High school baseball all-time home run leaders

ByLavinia E. Smith

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High school baseball fields have been a launching pad for talented hitters throughout history, with a few players compiling nearly unthinkable long-ball totals during their career.

What’s the record total?

Not surprising, many at the top of the statistical vault played high school ball during the 1990s and the beginning of the millennium — when the aluminum-composite bats were crafted with larger barrels and weight-length ratios that produced 400-foot blasts off the handle.

But that does not detract from the hitter’s record, as there’s still something to be said about…well, hitting a baseball. In any era. With any bat.

So, stepping to the plate, here the all-time home run leaders in high school baseball history.

(Note: These totals are based on the spring baseball season. And, of course, there is always controversy involved, e.g., the top two.)

(USA TODAY Network)

The Lancer’s powerful right-handed slugger hit 58 home runs during his career (2005-07).

(USA TODAY Network)

Ames socked 58 home runs during his career (1996-99), which was capped off with Alabama’s 5A Player of the Year honors in 1999.

(Kim Klement-USA TODAY Sports)

The longball list heads back to Reno, with Galena’s big-hitting catcher Steven Lerud cracking 60 home runs from 2000 to 2003.

(Douglas DeFelice-USA TODAY Sports)

A decade earlier, Stringer’s Heath Graham reached the 60-homer plateau for a carer that spanned from1989 to 1993.

(Jerome Miron-USA TODAY Sports)

The Danville slugger topped Graham’s total during the same timeframe, hitting 62 home runs from 1989 to 1992.

(USA TODAY Network)

The Bronchos’ multi-sport star smacked 63 home runs fro 1993 to 1996.

(Brendan Maloney-USA TODAY Sports Copyright Brendan Malolney)

As the picture suggests, Bookout was a standout athlete beyond the baseball field—where he hit 65 home runs from 1999 to 2002.

(Photo by Jonathan Daniel/Getty Images)

Gatorade’s 2014 Oklahoma Baseball Player of the Year knocked 66 home runs during his time roaming the infield for the Titans.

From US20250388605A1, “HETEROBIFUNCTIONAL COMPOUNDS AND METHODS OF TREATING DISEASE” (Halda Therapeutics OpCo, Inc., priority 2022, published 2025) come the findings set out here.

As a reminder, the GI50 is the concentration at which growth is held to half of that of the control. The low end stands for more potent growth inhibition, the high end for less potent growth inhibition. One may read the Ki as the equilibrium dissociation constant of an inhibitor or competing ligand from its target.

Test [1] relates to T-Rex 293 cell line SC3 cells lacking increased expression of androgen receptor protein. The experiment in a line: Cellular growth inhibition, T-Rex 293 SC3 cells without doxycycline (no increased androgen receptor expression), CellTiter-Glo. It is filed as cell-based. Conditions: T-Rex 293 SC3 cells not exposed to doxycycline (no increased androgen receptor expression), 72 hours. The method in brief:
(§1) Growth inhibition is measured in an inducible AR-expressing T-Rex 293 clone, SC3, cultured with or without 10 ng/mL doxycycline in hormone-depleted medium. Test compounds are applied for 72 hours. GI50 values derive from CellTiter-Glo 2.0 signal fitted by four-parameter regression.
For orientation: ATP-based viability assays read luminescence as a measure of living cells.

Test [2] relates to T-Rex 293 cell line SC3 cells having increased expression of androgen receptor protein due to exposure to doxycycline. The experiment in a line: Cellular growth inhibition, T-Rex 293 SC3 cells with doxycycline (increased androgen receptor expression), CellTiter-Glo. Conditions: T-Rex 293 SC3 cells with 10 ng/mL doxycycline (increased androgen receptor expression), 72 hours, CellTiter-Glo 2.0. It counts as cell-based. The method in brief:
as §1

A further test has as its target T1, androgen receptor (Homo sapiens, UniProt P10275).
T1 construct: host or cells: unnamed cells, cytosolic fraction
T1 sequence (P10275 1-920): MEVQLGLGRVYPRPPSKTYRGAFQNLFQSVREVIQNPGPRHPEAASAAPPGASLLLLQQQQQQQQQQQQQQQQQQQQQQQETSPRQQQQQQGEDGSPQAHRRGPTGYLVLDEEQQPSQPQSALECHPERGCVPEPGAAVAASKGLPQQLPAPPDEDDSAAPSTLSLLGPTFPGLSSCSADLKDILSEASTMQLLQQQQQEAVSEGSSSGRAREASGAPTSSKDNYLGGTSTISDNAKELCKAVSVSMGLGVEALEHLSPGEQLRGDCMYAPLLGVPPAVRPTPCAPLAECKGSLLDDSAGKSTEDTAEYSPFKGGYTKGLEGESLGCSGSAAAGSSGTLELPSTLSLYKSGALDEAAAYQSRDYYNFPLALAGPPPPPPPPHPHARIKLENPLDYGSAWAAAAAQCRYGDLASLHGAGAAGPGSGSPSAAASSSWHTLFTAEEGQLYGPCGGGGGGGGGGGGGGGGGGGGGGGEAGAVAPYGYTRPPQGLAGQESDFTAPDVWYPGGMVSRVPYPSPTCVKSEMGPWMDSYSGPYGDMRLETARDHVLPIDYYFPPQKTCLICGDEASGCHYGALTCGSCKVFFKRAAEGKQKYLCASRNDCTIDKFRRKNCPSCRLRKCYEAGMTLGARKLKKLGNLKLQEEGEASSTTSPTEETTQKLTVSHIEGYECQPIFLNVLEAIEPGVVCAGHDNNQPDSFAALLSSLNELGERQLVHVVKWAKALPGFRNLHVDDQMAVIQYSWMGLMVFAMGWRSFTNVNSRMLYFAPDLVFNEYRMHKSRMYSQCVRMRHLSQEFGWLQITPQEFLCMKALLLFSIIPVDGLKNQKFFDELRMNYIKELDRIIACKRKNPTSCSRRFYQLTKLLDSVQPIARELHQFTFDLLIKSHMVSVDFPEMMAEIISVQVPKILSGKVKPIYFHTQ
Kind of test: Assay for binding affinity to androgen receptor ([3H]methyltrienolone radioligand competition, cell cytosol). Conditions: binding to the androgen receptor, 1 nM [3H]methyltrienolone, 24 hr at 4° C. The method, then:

(Photo by Christian Petersen/Getty Images)

The former Brooks Lions slugger is all over the Alabama High School Baseball record book, including his incredible 66 home runs hit from 2007 to 2011.

(John E. Sokolowski-USA TODAY Sports)

Gallo’s home run prowess in the MLB has been a continuation of the storyline that began in Las Vegas during his high school days. The prolific slugger totaled 67 home runs from 2009 to 2012.

(Jayne Kamin-Oncea-USA TODAY Sports)

Owings ended his high school career—that had two stops— as Georgia’s all-time home run leader. The future MLBer slugged 69 homes runs from 1999 to 2002.

He would make it to the show as a pitcher.

(USA TODAY Network)

The 2015 first-round comp pick by the Detroit Tigers had a powerful high school career at the plate, hitting 69 home runs from 2010 to 2012.

(Rick Stewart/Getty Images)

Anyone who followed high school sports in the mid-90s remembers Drew Henson, the standout athlete who would wind up professionally playing football and baseball. From the diamond, Henson hit a then-record 70 home runs for his career (1995-98).

(Reinhold Matay-USA TODAY Sports)

McCurry was part of a 2010 Tigers team that slugged a record 123 home runs. For his career, the right-hander cracked 72 during the spring season. (Counting the fall, he had over 100.)

(Harry How/ALLSPORT)

Hawkins is another recent player to land on high school baseball’s all-time home run list, which is impressive considering the bat technology/guidelines have shifted to a lesser rocket launcher model available during the 1990s and 2000s. Like McCurry, from 2010 to 2012, Hawkins cracked 72 round-trippers.

(Des Moines Register, USA TODAY Network)

Now 20 years later, the legend of these top two sluggers continues to be an incredible story in high school sports lore.

It happened in Iowa, with the power surge from 1999 to 2002 creating a two-way battle that folks back then compared to the likes of Mark McGwire vs. Sammy Sosa.

First up was Winterset’s James Peterson, who hit *73 home runs during that timeframe.

*The NHFS only recognizes 68 home runs as he hit five of those dingers as an eighth-grader … playing against the high school competition.

The total passed the then-record set by Drew Henson, but alas, he would fall short of the top spot…

(USA TODAY Sports Network)

The current holder of the all-time high school home run record still belongs to Jeff Clement (pictured left with Peterson), who won the Iowa Long-Ball Race of 2002 by two. He ended his career with 75 round-trippers, a feat that seems nearly impossible to top in the current high school game.